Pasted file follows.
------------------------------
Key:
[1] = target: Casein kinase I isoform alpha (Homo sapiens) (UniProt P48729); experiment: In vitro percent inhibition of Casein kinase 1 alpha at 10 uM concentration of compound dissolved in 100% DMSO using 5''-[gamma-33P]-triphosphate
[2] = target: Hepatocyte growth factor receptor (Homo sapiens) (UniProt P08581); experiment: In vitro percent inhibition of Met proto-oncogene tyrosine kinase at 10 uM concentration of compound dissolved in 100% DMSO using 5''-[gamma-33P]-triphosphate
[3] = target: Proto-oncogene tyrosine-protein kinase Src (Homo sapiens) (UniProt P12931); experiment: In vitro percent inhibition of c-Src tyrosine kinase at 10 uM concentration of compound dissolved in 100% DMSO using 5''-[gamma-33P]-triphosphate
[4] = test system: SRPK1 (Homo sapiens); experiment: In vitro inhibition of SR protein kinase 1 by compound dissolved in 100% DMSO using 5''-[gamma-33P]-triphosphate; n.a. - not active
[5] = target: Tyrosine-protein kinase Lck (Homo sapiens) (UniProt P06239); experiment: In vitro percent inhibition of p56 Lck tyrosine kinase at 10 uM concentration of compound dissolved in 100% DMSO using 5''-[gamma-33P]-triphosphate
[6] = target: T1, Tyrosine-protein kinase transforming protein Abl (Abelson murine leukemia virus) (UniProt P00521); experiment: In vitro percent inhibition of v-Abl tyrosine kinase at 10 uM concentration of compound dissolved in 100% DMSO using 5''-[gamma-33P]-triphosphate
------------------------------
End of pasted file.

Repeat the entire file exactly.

Key:
[1] = target: Casein kinase I isoform alpha (Homo sapiens) (UniProt P48729); experiment: In vitro percent inhibition of Casein kinase 1 alpha at 10 uM concentration of compound dissolved in 100% DMSO using 5''-[gamma-33P]-triphosphate
[2] = target: Hepatocyte growth factor receptor (Homo sapiens) (UniProt P08581); experiment: In vitro percent inhibition of Met proto-oncogene tyrosine kinase at 10 uM concentration of compound dissolved in 100% DMSO using 5''-[gamma-33P]-triphosphate
[3] = target: Proto-oncogene tyrosine-protein kinase Src (Homo sapiens) (UniProt P12931); experiment: In vitro percent inhibition of c-Src tyrosine kinase at 10 uM concentration of compound dissolved in 100% DMSO using 5''-[gamma-33P]-triphosphate
[4] = test system: SRPK1 (Homo sapiens); experiment: In vitro inhibition of SR protein kinase 1 by compound dissolved in 100% DMSO using 5''-[gamma-33P]-triphosphate; n.a. - not active
[5] = target: Tyrosine-protein kinase Lck (Homo sapiens) (UniProt P06239); experiment: In vitro percent inhibition of p56 Lck tyrosine kinase at 10 uM concentration of compound dissolved in 100% DMSO using 5''-[gamma-33P]-triphosphate
[6] = target: T1, Tyrosine-protein kinase transforming protein Abl (Abelson murine leukemia virus) (UniProt P00521); experiment: In vitro percent inhibition of v-Abl tyrosine kinase at 10 uM concentration of compound dissolved in 100% DMSO using 5''-[gamma-33P]-triphosphate